Summer heat continues to cause problems with Houston's water supply

Chaz Miller Image
Wednesday, August 23, 2023
Summer heat continues to cause problems with Houston's water supply
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The excessive heat this summer continues to cause problems with Houston's water supply, according to Mayor Sylvester Turner.

HOUSTON, Texas (KTRK) -- It sounds like more water restrictions could be coming your way if you live in the City of Houston.

That's according to Mayor Sylvester Turner at Wednesday's city council meeting.

The city has four stages in its drought contingency plan, which is currently in the first stage.

Stage one asks single-family, residential customers to voluntarily limit watering their yards to twice a week from 7 p.m. to 5 a.m.

Stage two is mandatory, and it sounds like it could be on the horizon.

"I do anticipate something coming out on that very soon because it doesn't seem like we can get a break," Turner said about the heat. "It's going to be hot for a minute, and so we have to manage this crisis."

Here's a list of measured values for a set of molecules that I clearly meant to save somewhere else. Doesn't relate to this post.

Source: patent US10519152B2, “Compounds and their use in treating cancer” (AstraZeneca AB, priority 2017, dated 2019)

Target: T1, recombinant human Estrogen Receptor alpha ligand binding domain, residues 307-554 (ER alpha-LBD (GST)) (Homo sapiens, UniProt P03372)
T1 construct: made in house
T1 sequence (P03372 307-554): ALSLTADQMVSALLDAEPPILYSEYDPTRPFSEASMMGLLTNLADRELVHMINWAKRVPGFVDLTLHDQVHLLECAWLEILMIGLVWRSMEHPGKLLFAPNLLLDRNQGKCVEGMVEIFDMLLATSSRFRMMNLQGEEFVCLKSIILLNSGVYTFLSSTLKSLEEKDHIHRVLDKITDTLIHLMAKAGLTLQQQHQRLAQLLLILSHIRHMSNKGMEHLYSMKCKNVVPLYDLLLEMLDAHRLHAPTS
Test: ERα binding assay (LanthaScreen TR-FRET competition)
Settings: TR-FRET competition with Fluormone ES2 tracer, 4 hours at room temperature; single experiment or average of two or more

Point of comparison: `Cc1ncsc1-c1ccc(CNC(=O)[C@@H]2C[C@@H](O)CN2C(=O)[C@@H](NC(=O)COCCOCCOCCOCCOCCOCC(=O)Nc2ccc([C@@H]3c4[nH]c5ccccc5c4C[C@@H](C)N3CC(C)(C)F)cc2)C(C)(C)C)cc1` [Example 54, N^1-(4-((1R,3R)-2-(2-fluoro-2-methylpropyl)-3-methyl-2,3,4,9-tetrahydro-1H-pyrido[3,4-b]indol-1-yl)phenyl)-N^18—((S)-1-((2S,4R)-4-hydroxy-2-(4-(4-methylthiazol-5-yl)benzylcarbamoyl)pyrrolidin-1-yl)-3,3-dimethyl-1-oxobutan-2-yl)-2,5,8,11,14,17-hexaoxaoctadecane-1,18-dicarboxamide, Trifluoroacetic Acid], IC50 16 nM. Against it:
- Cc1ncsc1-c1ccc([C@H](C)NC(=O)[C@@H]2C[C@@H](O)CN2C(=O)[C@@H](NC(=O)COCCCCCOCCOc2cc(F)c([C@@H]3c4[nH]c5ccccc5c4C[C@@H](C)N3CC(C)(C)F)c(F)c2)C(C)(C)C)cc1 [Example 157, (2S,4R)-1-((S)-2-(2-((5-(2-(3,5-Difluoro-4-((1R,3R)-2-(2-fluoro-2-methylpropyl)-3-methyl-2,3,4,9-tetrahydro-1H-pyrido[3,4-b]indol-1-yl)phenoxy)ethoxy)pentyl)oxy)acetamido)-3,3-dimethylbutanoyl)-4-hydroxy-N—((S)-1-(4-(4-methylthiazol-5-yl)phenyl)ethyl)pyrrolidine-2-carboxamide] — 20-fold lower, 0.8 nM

Eyewitness News asked the city's public works department if that means stage two of their plan was imminent, but weren't provided a specific answer.

The department did say it's noticed lower water pressure across the city.

What happens if stage two goes into effect?

Single-family, residential customers could only water their yards on Sunday and Thursday from 7 p.m. to 8 a.m. if their home address ends in an even number.

Odd-numbered homes would be limited to Saturday and Wednesday, and all other customers would be allowed to water outdoors on Tuesday and Friday.

Customers who get caught watering outside of those times would face fines and citations.

"We're just having to manage this situation as we move forward," Turner said.

There's also the issue of broken pipes in the city's water infrastructure.

"We need additional contractors to deal with water main leaks," Turner said.

ABC13 reported in the spring that the city had recently approved a total of $28 million to hire outside contractors to repair water main breaks.

Eyewitness News asked what new ones would cost in light of the mayor's comments on Wednesday, but weren't given an answer.

We also didn't receive numbers when asking about the city's average daily leaks.

Daily leaks were around 1,000 at the beginning of the year but got down to less than 100 in early June. On July 17, the average was about 208.

The City of Houston Public Works Department said it'll be releasing more information "shortly" on issues related to broken pipes, drought contingency, and water conservation.

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